A push to fix Sacramento’s blurred political lines

A proposed independent redistricting commission would create new city map boundaries—but can it withstand political meddling?

Will a proposed new redistricting commission make the city more accountable?

Will a proposed new redistricting commission make the city more accountable?


This is an expanded version of a story that appeared in the May 19, 2016, issue.

On May 24, Sacramento City Council will consider placing a measure on the November ballot to create an independent redistricting commission that could alter the landscape of local elections for generations to come.

The commission would mirror the model used by cities like Oakland, San Francisco and San Diego. Its process would differ vastly from Sacramento’s last round of redistricting, following the 2010 census, which left many frustrated and angry with both procedure and results.

But at a time when political districts are still largely carved up by politicians and their chosen proxies, will the proposed measure actually push Sacramento toward an accountable future—or just pull the city back to its favor-trading past?

In 2011, an advisory committee, which included then-future Councilman Steve Hansen, created four maps that would have made significant changes to the city’s makeup, including expanding the boundaries of District 2. The committee faced scrutiny and criticisms of political maneuvering and cronyism, however—as well as the accusations that one of the proposed maps had been submitted by an anonymous author, later determined to be Hansen.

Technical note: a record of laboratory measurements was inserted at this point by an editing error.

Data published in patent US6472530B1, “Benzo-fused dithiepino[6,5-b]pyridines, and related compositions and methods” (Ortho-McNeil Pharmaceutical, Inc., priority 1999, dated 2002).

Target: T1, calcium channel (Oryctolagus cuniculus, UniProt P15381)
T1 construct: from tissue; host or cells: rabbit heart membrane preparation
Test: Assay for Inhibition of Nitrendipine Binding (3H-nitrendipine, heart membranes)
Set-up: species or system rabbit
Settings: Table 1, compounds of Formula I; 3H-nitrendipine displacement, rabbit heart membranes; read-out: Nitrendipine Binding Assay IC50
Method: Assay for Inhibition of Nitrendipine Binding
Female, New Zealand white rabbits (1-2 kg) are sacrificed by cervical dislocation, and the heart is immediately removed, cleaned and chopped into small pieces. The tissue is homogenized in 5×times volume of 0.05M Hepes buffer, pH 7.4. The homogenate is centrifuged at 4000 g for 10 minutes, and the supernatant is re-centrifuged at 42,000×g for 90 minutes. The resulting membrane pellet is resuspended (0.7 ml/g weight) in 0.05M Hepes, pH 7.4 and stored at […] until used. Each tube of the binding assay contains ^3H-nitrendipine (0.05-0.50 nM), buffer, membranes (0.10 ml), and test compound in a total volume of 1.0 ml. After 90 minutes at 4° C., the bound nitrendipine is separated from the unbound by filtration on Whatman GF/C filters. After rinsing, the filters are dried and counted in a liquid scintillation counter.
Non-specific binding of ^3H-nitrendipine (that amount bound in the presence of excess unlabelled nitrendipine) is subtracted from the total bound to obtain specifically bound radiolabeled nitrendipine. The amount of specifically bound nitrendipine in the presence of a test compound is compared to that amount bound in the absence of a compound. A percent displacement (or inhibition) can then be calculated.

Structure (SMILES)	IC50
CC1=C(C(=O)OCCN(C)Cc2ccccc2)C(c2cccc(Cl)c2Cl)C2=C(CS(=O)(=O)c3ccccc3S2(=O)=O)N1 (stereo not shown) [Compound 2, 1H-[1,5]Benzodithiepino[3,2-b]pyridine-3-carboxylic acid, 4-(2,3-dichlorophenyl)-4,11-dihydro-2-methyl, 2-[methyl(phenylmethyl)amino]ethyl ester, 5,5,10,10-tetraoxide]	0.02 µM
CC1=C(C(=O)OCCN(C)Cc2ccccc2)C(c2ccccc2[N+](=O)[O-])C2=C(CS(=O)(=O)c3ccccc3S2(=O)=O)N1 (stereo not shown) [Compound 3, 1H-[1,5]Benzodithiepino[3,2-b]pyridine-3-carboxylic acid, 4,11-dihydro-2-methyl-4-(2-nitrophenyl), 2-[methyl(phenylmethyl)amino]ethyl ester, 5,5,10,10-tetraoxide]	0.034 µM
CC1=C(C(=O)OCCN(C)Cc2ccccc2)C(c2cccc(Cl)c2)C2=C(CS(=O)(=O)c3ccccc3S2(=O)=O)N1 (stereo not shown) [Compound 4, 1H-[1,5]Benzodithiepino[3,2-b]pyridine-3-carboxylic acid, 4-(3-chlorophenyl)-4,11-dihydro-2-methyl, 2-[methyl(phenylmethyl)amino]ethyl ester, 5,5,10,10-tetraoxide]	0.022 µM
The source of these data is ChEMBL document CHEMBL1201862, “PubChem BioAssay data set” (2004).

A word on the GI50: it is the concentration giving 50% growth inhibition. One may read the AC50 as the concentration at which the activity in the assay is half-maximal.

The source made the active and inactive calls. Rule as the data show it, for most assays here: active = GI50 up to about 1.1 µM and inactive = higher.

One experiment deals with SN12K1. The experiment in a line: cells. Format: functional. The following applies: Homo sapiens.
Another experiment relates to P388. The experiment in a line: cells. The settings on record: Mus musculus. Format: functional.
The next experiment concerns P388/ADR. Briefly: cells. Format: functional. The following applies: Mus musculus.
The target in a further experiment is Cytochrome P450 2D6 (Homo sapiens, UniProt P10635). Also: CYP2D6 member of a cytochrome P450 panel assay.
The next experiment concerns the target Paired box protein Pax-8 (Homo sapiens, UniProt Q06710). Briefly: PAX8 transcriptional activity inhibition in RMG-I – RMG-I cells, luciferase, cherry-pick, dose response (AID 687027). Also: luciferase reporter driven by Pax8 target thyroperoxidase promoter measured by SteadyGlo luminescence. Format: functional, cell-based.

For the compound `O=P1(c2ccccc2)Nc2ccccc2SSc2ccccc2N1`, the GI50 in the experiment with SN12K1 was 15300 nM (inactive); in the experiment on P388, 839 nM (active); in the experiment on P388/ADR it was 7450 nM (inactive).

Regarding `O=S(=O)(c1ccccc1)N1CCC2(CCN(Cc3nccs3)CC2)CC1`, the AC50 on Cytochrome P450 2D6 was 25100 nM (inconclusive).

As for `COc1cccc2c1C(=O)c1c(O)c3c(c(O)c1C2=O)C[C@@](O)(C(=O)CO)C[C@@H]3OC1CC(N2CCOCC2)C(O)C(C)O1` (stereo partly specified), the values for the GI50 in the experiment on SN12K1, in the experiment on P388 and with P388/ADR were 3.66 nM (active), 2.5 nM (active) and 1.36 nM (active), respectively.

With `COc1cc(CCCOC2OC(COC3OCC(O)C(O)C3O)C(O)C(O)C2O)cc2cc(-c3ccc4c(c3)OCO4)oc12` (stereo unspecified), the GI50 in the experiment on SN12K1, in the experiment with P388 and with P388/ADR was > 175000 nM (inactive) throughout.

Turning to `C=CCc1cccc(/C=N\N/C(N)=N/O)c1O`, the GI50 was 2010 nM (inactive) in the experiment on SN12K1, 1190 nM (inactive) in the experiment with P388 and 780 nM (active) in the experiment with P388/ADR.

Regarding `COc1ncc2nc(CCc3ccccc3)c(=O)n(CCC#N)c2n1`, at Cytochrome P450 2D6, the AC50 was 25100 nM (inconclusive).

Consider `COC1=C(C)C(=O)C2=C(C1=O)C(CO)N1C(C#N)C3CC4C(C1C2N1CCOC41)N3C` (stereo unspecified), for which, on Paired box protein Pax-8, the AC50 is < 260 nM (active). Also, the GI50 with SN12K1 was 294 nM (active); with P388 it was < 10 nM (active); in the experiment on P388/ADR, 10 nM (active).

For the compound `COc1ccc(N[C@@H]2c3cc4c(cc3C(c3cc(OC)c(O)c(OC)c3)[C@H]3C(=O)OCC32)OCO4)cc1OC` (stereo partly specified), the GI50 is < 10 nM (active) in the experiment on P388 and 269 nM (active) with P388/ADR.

Ultimately, the city council went with its own map, which scrapped those expanded District 2 lines.

Back then, critics like Erik Smitt, policy director for the local watchdog group Eye on Sacramento, accused the council of gerrymandering—manipulating district lines for political benefit.

“I believe they did not follow the law,” said Smitt, who contended that his group had prepared maps sensitive to the Latino and African-American communities. He said the council’s final map segmented those communities.

Now comes a plan for a new redistricting commission with the power to create district boundaries, one of many government reforms the city and community groups have debated over the past 18 months. New district lines wouldn’t likely be drawn until after the 2020 census. But the stakes are still high.

“If this doesn’t pass, we go back to the old system, which is the council gets to draw its own district lines,” said Nicolas Heidorn, policy and legislation attorney for California Common Cause.

“Whenever the council is drawing its own lines, it’ll be a much more political process,” he added. “It doesn’t open up as many avenues for the public to have input and say in terms of what happens. We think that the commission process is both fairer and a more inclusive way of drawing the lines.”

But will commission members truly be independent, or just one degree of separation from the politicians who hand-picked them?

The idea of independent redistricting has been gathering momentum throughout California, first with the passage of Proposition 11 in 2008, which mandated that the state use an autonomous commission with power to draw lines for state legislative districts. Likewise, Proposition 20 in 2010 established the same process in California for congressional seats.

Cities like San Francisco and San Diego created independent redistricting commissions in 2001 and 1992, respectively. Oakland followed suit in 2014.

Los Angeles and San Jose also have similar commissions, though they’re strictly advisory.